KUCHING, Feb 14: Sarawak needs an integrated psychiatric nursing home to serve as a short-term or long-term safe haven for the homeless, especially those with mental health issues.
Assistant Minister of Women, Family and Childhood Development Rosey Yunus emphasised that access to such an institution for those who have been taken off the streets was among the challenges facing the government to resolve the issue of homelessness properly.
“Institutions like Anjung Singgah and Desa Bina Diri must be expanded to other areas other than Kuching,” she told participants at a Workshop on Coordinating Homeless Issue SOP and Designing Social Issues Snapshots at Waterfront Hotel here today.
She added that the laws relating to this problem must also be relevant and not antagonistic to each other.
“For instance, a person with a history of mental health problems is not eligible to enter rehab centres like Desa Bina Diri under Akta Orang Papa, while on the other hand, the said person cannot be detained at the Sentosa Hospital when he is already (considered) stable under the Mental Health Act,” she explained.
In Malaysia, she said homelessness was not limited to ‘golongan papa’ according to the definition in the Akta Orang-Orang Papa (1977) (Akta 183), which serves to protect, rehabilitate and manage individuals begging for alms in public places.
Homelessness, she continued, became a social issue because the living conditions of this group exposes them to all kinds of issues that could have an impact not only on themselves but also the community indirectly.
“Recognising the risks of negative social problems related to homelessness, the ministry has identified this as part of the 10 social issues that required an integrated and holistic approach to tackle this problem,” she added.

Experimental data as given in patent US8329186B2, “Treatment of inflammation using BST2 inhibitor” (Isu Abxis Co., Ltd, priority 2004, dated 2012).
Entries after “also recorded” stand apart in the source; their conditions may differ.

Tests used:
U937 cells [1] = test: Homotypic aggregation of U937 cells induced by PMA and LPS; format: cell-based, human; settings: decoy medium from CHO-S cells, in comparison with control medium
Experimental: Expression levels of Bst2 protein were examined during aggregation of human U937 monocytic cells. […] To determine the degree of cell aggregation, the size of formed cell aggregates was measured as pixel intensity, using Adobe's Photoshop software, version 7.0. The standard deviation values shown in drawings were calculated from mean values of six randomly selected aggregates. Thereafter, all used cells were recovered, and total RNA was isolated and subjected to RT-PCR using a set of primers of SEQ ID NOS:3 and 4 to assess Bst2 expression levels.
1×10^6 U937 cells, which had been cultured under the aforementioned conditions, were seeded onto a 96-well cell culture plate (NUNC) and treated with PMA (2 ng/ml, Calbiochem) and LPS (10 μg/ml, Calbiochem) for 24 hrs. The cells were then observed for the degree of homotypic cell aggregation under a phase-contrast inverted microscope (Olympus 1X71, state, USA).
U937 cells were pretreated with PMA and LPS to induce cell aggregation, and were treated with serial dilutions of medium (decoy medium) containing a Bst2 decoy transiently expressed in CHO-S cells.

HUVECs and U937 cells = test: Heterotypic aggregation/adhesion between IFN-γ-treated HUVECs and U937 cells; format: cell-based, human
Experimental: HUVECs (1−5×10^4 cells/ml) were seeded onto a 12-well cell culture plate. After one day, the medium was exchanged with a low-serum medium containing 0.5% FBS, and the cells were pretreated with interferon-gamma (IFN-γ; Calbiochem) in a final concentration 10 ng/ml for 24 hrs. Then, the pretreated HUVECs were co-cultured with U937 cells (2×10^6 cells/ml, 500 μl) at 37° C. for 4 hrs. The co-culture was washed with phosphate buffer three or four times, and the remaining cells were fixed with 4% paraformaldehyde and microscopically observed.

Noting the complexity in tackling this issue, this workshop was organised to create a coordination mechanism for definition, rules and regulations, standard operating procedure (SOP) and existing work processes involving various departments and government agencies, stakeholders and non-governmental organisations (NGOs).
All stakeholders have also come together to design the Social Issues Snapshots to gather and analyse statistics; provide brief and meaningful social parameters and indicators; and messages for the community to internalise the issues as evidence-based inputs for social development planning, monitoring and interventions.
“The recommendations from this workshop will form the guideline to create an Integrated Action Plan on tackling homeless issue in Sarawak through cooperation and collaboration among us,” she said.
“Evidence-based input is also crucial to addressing social issues. Hence, the analysis of reliable and valid data to spot trends, parameters, indicators and correlations into brief and meaningful snapshots is critical to ensure that effective social policies and interventions are formulated, designed and evaluated.”
These Snapshots, she pointed out, would be valuable content for the Social Development Council (SDC), social media as well as sharing with the community and stakeholders at signature outreach programme this year named ‘Randau Pembangunan Sosial’ or ‘Randau Pemansang Raban Bansa’ in Iban.
“I hope the compilation of snapshots on these social issues will be able to influence the development of effective social policies, design of impactful social programmes and appropriate intervention in public and private agencies and civil societies, and the well-being of grassroots communities in Sarawak,” she said.
SDC executive secretary Dr Zufar Yadi Brenda Abdullah, Narcotics Crime Investigation Department head Supt Sahar Abdul Latif, Sentosa Hospital director Dr Rosliwati Md Yusoff, Sarawak National Registration Department deputy director Hajiawati Tambi, and Sarawak Mental Health Association chairman Dr Ismail Drahman were among those present. — DayakDaily